Summary of Charles Simpson
This is the first of two parts of a highly detailed and descriptive account of the escape of Charles Simpson from PG 49 Fontanellato and his subsequent journey south through Italy. The story starts in the North African desert, and recounts his capture and eventual transfer to Italy.
Like many other ex-PoWs he remembers clearly the details provided by the hospitality of the poor Italian contadini, but unlike many other stories, Simpson is able to recall in great detail the exact topography of the countryside through which he and his companion travelled. The reader is astounded by the feats of physical and mental endurance achieved by these escapers.
The full story follows, in two versions. The version in the first window below is the original scanned version of the story. In the second window below is the transcribed version in plain text.
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A TABLE BEFORE ME
Thou prepares a table before me in the Presence of mine enemies
Psalm 23 v 8
To the country folk of Italy
CHE Simpson, 1981
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During the Second World War there must have been many thousands of individuals wandering, footloose, through occupied Europe, intent, for convincing reasons, on avoiding the attention of the authorities. As one of this vagabond army my experiences, unspectacular, but with plenty of incident, must be typical of the kind of life they had to live.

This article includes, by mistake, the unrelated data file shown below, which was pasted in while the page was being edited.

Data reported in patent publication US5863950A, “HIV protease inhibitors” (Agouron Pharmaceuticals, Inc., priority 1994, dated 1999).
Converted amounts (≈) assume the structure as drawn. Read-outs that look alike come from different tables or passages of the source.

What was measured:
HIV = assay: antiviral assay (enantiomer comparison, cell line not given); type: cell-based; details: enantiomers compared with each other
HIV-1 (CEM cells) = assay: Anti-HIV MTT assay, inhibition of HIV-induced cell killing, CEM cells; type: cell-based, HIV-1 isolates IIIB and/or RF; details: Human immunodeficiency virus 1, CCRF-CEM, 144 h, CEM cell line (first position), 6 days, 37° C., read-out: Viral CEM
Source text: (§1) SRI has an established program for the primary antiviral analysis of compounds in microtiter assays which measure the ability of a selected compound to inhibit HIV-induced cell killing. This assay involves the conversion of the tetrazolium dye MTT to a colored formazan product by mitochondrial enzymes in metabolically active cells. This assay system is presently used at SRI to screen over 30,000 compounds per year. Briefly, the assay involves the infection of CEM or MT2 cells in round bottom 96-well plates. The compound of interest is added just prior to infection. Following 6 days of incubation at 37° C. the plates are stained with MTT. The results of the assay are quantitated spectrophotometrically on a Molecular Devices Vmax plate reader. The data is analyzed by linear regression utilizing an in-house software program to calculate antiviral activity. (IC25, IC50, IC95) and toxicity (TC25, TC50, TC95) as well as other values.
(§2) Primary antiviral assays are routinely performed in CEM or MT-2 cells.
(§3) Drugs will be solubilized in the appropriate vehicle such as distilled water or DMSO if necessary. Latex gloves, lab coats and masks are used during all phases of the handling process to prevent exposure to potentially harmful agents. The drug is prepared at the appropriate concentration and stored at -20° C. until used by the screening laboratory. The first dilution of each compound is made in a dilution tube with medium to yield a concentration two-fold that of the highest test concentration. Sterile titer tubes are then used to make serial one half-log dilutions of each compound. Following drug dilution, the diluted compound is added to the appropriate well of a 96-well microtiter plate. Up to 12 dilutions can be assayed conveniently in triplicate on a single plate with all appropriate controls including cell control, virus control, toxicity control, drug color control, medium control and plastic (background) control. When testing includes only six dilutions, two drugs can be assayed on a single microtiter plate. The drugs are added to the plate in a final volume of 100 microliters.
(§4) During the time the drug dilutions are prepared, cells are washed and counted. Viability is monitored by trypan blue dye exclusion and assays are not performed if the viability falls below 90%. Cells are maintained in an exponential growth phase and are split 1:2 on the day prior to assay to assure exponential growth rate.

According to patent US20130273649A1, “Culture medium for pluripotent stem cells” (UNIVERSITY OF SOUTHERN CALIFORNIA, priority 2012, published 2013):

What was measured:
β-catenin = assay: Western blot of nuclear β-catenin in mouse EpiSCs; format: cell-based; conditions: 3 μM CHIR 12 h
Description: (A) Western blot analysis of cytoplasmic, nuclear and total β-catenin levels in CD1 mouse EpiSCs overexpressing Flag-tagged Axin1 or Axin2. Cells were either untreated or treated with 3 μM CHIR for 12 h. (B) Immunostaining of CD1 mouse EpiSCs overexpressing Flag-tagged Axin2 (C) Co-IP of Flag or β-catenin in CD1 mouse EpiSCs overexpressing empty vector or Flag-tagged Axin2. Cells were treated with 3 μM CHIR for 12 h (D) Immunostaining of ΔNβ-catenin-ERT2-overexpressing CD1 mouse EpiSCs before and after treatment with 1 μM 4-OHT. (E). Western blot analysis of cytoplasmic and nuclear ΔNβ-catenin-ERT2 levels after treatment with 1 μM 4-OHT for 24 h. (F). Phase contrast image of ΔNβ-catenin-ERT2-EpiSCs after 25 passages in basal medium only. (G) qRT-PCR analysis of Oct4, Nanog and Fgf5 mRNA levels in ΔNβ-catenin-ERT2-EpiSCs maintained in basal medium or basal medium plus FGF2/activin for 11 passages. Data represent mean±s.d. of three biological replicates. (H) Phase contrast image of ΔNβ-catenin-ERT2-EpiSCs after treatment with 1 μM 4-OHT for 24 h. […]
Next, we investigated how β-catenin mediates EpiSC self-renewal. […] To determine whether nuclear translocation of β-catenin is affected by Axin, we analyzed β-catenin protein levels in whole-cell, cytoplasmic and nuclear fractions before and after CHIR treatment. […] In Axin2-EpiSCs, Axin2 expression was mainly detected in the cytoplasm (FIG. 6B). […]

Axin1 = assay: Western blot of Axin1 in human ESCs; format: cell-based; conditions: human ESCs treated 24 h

My object in writing an account of it is to place on record my respect for the hardworking Italian country folk who, from their simple charity, gave me and my companions all the help they could manage. To them we were ‘Cristiani’ – fellow humans – in need, and they never, to their honour, failed to share with us the little they had.
We had not been travelling long before I promised myself that I would plot our route on the map if ever I lived to the end of the war. It was not until about 1970 or thereabouts, that I was able to collect sufficiently detailed maps for the purpose. They were made for the Italian military to a scale of 1:100000, which is roughly two miles to the inch. Since my retirement, with the help of an erratic memory, I have been able to piece together our most likely route. Some parts, where memory and map coincide, are quite accurate, but many have been arrived at after much study and with some hesitation. On the whole I am satisfied that both text and route are reasonably accurate.
Most of the place names I mention were found from the map, but a number I remember having seen on road signs.